The Triangle pub – closed forever?
Meanwhile the cricket club is the only hostelry in town. Pubs in England serve quite a different function from pubs in the US. Here they are a place for business meetings, general conversations, and a one time they had books when people couldn’t afford to purchase their own. As I looked around me I realised that the landscape surrounding me was akin to that of Edgworth: steep green hills, scattered stone terraced houses. The fast cars on the narrow country road were frightening, especially after finding out that the two lorries had crashed into the pub – a much larger object than little me. I noticed a sign a Bed and Breakfast establishment which, judging from the gatepost, promised to be an imposing building, so I gladly turned off the scary road and walked down the imposing driveway lined with flowering rhododendrons. The house, Thorpe House, had been built in 1804 by a mill owning family, and is currently run by three sisters, descendants of the mill
Thorpe House – now and B and B
owners. It was seventy five pounds a night for B and B. It had been home to Arnold Williams, Liberal MP for Sowerby in the 1920s, and during World War II served as officers’ quarters for the Royal Engineers, after which it lay empty for 12 years. In 1957, the mansion’s dilapidated and run-down state was repaired and it was converted into a home for elderly people, which it remained until 1994 when it was closed down as a retirement home. I managed to find a short movie about it:
Thorpe Mill, on the river, was just below the house. Following the bus stop guy’s recommendation I ventured down a narrow, very steep path, expecting to arrive at the club house of the cricket ground. Instead, I found myself confronted by a large gate through which I could get a full view of the immaculate cricket ground. As I peered through the gates a lady drove up with her excitable dog who were out for their daily walk in spite of the pouring rain and she chatted as she showed me a more interesting way back into town, one that would not only give me a bird’s eye view of the cricket ground, but one that required me to do my mountain goat impression – the first of many in the next month.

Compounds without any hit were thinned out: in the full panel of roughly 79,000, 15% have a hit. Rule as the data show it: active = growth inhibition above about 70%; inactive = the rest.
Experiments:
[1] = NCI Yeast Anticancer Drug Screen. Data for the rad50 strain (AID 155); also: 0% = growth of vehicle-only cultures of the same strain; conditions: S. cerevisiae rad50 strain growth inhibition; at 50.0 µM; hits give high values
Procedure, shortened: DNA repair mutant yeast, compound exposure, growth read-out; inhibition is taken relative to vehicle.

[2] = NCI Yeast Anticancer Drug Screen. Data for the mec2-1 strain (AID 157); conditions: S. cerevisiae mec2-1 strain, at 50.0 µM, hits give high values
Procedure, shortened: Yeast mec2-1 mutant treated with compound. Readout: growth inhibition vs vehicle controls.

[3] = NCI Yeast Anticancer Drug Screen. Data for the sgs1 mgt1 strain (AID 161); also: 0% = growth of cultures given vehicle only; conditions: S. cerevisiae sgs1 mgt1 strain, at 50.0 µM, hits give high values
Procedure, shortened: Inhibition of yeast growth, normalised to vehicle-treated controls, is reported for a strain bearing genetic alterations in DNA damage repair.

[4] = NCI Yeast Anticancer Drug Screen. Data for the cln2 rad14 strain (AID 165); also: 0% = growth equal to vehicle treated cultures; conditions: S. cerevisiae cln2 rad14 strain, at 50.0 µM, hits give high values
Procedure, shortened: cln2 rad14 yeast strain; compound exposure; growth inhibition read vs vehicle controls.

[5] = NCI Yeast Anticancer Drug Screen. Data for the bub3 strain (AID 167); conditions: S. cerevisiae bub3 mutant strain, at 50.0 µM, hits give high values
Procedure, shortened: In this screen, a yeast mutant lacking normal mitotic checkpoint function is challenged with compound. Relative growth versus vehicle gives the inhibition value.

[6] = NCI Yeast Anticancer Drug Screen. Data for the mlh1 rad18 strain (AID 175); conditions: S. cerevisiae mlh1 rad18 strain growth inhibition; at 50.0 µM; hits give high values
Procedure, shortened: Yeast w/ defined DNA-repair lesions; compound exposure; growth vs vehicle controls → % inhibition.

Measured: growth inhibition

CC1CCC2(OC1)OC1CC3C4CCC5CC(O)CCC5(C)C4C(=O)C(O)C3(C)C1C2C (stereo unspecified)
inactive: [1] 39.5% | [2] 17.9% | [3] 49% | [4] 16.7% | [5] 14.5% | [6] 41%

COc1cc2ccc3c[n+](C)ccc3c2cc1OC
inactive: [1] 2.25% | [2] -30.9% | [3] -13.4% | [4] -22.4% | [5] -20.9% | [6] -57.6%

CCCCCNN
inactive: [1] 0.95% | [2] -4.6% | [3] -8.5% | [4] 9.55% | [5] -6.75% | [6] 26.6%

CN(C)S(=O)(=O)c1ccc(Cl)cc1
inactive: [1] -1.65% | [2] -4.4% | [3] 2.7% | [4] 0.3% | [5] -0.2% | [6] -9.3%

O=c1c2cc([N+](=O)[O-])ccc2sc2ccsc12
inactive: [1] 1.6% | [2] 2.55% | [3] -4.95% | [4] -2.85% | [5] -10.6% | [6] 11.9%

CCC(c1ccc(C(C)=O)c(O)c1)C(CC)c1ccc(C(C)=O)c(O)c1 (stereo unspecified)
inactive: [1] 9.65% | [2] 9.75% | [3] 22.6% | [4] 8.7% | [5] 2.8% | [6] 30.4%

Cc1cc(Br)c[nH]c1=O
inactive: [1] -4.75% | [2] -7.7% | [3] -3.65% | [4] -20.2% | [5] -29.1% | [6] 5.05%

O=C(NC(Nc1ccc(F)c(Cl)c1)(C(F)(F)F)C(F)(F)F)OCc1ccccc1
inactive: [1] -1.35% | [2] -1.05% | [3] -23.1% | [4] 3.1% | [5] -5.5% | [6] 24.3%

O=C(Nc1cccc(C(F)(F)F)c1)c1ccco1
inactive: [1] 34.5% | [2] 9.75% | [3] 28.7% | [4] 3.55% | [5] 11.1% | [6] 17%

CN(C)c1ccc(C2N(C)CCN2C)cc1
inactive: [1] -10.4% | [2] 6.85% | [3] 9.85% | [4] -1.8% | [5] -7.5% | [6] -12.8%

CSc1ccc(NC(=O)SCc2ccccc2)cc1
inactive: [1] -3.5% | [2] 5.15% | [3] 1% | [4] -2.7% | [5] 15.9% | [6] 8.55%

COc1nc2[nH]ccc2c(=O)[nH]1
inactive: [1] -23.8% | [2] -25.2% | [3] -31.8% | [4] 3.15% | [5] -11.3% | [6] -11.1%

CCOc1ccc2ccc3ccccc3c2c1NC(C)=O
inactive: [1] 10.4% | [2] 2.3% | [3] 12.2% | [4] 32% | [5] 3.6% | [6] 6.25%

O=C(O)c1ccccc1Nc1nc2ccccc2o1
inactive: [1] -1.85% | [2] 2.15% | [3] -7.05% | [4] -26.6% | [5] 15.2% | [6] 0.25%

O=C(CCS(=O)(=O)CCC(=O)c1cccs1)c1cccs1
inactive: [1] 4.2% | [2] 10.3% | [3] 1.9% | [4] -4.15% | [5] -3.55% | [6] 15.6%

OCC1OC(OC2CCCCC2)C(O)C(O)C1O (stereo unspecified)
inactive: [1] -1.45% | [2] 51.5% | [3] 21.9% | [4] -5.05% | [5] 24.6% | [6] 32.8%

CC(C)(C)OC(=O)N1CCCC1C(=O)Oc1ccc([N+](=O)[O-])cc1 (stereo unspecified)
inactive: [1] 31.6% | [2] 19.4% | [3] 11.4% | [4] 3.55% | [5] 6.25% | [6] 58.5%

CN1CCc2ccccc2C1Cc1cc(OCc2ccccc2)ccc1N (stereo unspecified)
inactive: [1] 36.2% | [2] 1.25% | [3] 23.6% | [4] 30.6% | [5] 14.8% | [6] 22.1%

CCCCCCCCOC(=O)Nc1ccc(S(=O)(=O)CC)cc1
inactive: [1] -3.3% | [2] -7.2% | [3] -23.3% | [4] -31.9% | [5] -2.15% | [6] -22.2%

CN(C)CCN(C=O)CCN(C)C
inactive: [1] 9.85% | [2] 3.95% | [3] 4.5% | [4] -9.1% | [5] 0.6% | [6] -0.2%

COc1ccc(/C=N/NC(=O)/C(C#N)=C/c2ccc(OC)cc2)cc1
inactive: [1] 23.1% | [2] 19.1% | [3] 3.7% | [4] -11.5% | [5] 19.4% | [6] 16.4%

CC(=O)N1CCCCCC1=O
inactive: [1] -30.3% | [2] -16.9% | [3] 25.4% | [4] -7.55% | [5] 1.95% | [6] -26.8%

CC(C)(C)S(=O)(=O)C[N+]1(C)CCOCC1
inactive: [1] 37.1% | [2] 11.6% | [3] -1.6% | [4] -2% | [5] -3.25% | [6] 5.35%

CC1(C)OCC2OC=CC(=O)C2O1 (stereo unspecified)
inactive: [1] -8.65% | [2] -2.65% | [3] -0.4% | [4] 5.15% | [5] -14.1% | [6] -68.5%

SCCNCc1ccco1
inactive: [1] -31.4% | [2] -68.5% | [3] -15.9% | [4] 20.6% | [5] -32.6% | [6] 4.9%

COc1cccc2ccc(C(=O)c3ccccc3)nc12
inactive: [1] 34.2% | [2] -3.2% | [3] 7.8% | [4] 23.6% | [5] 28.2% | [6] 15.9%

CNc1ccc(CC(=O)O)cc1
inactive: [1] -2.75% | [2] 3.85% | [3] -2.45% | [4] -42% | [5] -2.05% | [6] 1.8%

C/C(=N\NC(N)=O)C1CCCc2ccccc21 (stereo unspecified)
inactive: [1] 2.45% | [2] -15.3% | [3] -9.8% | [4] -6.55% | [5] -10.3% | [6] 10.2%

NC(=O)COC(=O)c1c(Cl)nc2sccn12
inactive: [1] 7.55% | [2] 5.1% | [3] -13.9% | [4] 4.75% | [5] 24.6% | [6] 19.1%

Sarah and friend – my walking companions in Triangle
It was a good job I’d got my hiking boots on. In fact, they became my default footwear for the next month. The trail was steep and very muddy but we got into a good conversation as we walked back into Sowerby Bridge. She’d attended Manchester uni and currently runs a storage company in Hebden Bridge which came within 4 inches of being flooded. Can you imagine that? Putting all your precious possessions into a storage unit that gets washed away? The businesses on either side of her were washed away. Her husband works for Calderdale Authority and is currently in China promoting tourism in Calderdale to the Chinese.
Back in Sowerby Bridge a train was just arriving and within a few minutes I was back in Hebden Bridge where I caught glimpses of the sun for the first time since arriving in England. I stopped off at the cafe in the park on my walk back t’th’ mill and enjoyed a proper cup of tea – that means sitting down. I’d been on the go for 5 hours, non-stop. After a short nap I popped out to the Co-op for an Indian take-out, delicious. The evening was passed at the Hebden Bridge Picture House seeing Tom Hiddleston in ‘I saw the light.’ I’m not a country music fan but I am a Tom Hiddleston fan, but the film didn’t move me. I though it rather quaint that it was cash only, and they served glasses of wine, and mugs of tea and coffee – none of this paper nonsense.
Coffee morning at Christ Church, Sowerby Bridge with vicar Angela Dick